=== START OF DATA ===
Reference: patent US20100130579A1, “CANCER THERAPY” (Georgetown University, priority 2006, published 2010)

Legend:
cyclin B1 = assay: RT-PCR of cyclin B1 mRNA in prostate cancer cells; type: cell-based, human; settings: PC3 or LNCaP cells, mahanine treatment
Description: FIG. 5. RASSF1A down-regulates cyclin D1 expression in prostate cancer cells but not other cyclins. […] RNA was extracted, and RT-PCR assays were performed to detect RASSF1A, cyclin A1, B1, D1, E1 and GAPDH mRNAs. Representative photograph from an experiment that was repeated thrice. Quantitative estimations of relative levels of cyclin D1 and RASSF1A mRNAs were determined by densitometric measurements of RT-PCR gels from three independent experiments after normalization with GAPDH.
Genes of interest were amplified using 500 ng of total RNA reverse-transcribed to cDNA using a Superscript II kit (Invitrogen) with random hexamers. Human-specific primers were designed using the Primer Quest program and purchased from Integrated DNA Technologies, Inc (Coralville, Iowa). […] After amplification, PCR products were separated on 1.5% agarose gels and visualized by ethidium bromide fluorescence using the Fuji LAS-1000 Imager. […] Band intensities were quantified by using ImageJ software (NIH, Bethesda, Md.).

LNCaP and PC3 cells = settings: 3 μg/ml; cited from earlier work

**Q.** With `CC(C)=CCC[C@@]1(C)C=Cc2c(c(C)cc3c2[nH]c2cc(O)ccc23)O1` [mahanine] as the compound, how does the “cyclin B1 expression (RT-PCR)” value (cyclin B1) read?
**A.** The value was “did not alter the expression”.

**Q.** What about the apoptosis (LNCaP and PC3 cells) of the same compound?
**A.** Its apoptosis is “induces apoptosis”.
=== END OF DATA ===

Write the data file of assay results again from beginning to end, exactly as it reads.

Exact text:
Reference: patent US20100130579A1, “CANCER THERAPY” (Georgetown University, priority 2006, published 2010)

Legend:
cyclin B1 = assay: RT-PCR of cyclin B1 mRNA in prostate cancer cells; type: cell-based, human; settings: PC3 or LNCaP cells, mahanine treatment
Description: FIG. 5. RASSF1A down-regulates cyclin D1 expression in prostate cancer cells but not other cyclins. […] RNA was extracted, and RT-PCR assays were performed to detect RASSF1A, cyclin A1, B1, D1, E1 and GAPDH mRNAs. Representative photograph from an experiment that was repeated thrice. Quantitative estimations of relative levels of cyclin D1 and RASSF1A mRNAs were determined by densitometric measurements of RT-PCR gels from three independent experiments after normalization with GAPDH.
Genes of interest were amplified using 500 ng of total RNA reverse-transcribed to cDNA using a Superscript II kit (Invitrogen) with random hexamers. Human-specific primers were designed using the Primer Quest program and purchased from Integrated DNA Technologies, Inc (Coralville, Iowa). […] After amplification, PCR products were separated on 1.5% agarose gels and visualized by ethidium bromide fluorescence using the Fuji LAS-1000 Imager. […] Band intensities were quantified by using ImageJ software (NIH, Bethesda, Md.).

LNCaP and PC3 cells = settings: 3 μg/ml; cited from earlier work

**Q.** With `CC(C)=CCC[C@@]1(C)C=Cc2c(c(C)cc3c2[nH]c2cc(O)ccc23)O1` [mahanine] as the compound, how does the “cyclin B1 expression (RT-PCR)” value (cyclin B1) read?
**A.** The value was “did not alter the expression”.

**Q.** What about the apoptosis (LNCaP and PC3 cells) of the same compound?
**A.** Its apoptosis is “induces apoptosis”.